The great thing about Steven Smith’s teas are how subtle they are. Smooth doesn’t begin to describe them. White Petal #72 is no exception. It is a white tea, full leaf, with osmanthus flowers from China, and chamomile petals from Egypt, though it doesn’t taste at all like chamomile. Enough with put-me-to-sleep chamomile teas. The tea leaves of #72 hail from the Fujian Province of China, one of the most productive areas for tea growing in China. The number 72 refers to the number of chamomile petals in each ounce of White Petal tea.

White teas are high in antioxidants, having exceptional health benefits. Who doesn’t want to live well for all of their life?

And white teas don’t need such hot water. Although any tea can be drunk at any temperature, including the standard 212 degrees, this tea is better served at 190. It brings out the full subtle, sweetness when it isn’t scalding your mouth at the usual 212.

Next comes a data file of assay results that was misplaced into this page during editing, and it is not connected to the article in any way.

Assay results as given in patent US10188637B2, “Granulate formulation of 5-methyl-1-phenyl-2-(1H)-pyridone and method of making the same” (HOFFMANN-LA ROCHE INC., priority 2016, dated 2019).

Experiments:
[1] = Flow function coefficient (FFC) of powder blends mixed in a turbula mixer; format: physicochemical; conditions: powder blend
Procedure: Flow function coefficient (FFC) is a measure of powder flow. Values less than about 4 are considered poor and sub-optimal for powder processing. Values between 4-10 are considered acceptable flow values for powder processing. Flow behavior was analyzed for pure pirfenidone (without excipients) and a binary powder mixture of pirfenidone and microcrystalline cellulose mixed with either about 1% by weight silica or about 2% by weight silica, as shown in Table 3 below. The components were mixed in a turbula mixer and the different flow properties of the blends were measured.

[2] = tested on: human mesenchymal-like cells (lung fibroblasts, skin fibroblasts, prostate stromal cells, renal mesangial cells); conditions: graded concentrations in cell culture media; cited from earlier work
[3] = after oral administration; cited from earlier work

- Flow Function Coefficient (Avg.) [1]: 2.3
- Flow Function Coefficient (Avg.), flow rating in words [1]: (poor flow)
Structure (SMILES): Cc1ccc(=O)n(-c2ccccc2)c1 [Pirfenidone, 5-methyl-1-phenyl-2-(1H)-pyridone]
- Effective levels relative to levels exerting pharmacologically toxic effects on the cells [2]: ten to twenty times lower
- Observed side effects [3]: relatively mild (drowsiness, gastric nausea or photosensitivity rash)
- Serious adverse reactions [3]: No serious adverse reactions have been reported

For this and other interesting teas and tea facts, come to the NW Tea Festival, Oct 4th & 5th at the Fischer Pavilion at Seattle Center.

www.smithtea.com


Mango SunshineThe smell alone is heavenly. I don’t even care that there is no real tea in it. It’s a tisane with mango, orange, strawberry, tangerine, and pineapple pieces. It is definitely an iced tea summertime drink. Hot, it’s nice; cold, it’s unbeatable.

Run to the Perennial Tea Room on Post Alley, near the Pike Place Market and check this out. They have real teas, too.

And visit them at the NW Tea Festival, Oct 4th & 5th, at Fischer Pavilion at the Seattle Center.

Perennial Tea Room